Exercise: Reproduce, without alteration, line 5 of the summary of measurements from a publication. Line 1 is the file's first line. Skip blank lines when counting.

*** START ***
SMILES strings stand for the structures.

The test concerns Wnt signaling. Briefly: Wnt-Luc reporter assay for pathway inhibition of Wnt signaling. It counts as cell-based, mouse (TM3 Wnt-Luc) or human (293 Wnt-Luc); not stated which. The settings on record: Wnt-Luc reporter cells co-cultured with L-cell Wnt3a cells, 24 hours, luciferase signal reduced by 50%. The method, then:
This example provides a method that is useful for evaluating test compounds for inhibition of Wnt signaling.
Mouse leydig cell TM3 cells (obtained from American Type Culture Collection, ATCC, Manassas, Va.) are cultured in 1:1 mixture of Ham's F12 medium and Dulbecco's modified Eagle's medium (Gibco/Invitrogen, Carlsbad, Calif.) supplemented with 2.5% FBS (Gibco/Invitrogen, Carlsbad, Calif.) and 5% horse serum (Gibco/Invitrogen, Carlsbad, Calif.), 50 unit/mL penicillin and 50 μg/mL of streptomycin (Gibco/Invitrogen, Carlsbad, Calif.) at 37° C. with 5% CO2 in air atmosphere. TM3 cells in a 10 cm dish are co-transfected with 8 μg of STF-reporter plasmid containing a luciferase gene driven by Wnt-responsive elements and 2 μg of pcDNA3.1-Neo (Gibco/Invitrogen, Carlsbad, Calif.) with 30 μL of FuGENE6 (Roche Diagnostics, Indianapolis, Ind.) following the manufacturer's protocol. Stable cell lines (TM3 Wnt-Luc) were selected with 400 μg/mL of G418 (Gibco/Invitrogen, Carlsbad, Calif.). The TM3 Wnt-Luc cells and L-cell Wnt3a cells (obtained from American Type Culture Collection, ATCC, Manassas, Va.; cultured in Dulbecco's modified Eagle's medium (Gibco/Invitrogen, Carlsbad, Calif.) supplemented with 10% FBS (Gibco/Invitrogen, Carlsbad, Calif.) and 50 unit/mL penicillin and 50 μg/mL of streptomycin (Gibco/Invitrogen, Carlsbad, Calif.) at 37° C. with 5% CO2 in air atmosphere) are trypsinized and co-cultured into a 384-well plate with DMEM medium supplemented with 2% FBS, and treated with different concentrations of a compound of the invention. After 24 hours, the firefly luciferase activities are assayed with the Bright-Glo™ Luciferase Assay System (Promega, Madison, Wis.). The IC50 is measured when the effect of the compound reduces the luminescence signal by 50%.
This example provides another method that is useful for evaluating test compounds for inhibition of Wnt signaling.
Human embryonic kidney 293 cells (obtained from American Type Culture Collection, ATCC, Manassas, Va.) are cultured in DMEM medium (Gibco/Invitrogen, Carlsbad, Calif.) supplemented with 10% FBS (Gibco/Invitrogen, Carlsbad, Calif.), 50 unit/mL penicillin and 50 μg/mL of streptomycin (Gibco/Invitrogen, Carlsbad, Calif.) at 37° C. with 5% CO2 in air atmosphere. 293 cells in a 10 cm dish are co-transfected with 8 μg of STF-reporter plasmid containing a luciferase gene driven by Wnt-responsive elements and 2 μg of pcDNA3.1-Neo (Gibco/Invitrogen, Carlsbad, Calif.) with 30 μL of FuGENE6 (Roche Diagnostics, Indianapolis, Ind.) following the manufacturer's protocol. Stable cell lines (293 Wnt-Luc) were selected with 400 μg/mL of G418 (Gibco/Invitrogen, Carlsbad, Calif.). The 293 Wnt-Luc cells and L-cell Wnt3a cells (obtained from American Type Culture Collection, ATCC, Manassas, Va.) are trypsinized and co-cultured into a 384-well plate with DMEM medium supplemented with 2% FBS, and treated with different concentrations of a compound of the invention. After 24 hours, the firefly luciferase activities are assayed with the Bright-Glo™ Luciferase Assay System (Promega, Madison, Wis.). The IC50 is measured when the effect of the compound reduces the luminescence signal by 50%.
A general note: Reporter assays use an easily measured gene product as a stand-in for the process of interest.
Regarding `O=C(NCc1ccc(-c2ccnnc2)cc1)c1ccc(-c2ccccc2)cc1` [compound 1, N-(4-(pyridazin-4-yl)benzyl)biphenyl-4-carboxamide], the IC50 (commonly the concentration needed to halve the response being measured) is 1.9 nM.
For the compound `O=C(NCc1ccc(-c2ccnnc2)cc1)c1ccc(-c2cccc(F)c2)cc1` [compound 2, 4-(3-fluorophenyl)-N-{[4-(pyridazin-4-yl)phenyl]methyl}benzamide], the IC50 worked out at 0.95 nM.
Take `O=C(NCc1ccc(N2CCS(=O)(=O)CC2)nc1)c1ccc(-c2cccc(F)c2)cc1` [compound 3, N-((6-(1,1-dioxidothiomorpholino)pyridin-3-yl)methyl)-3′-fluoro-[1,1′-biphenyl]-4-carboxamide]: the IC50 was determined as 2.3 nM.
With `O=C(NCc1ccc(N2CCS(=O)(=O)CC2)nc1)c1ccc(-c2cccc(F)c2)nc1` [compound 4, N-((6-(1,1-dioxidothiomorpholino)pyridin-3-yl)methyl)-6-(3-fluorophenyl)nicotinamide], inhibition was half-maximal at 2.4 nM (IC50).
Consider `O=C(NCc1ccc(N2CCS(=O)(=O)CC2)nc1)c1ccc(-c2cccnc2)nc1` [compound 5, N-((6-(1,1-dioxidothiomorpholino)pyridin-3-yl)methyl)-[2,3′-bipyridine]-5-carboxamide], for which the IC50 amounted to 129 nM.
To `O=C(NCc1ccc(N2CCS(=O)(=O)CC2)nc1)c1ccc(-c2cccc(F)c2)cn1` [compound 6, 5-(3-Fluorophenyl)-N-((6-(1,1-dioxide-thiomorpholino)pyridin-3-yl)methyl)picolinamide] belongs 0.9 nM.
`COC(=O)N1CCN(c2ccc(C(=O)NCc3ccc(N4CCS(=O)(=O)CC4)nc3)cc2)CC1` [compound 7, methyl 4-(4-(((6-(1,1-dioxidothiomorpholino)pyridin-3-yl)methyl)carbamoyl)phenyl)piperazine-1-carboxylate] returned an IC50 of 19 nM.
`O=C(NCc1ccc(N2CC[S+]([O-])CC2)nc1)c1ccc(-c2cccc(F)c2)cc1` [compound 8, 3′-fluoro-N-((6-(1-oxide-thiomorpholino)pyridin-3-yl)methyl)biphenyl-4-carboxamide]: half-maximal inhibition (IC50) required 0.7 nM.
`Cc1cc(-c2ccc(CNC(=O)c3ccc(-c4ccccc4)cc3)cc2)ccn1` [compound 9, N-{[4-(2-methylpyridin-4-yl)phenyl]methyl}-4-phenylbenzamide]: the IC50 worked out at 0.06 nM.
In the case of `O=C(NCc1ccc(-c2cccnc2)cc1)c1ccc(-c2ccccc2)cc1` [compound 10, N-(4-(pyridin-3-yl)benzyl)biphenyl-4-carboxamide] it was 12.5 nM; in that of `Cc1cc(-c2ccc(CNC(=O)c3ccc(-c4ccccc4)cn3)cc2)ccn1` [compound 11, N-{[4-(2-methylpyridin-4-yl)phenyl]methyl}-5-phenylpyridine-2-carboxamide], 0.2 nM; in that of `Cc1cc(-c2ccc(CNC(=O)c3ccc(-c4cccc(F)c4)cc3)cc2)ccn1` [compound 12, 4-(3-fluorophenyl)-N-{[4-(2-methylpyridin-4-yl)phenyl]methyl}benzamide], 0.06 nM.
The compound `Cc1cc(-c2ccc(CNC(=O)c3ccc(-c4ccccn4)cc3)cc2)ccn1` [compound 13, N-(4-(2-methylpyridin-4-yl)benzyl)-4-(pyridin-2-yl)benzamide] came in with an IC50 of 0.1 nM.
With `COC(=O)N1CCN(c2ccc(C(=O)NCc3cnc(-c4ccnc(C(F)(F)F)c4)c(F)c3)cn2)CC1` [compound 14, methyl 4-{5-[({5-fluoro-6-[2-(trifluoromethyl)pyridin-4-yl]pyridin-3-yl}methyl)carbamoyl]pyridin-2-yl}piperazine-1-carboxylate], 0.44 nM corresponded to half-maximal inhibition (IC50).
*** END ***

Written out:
This example provides another method that is useful for evaluating test compounds for inhibition of Wnt signaling.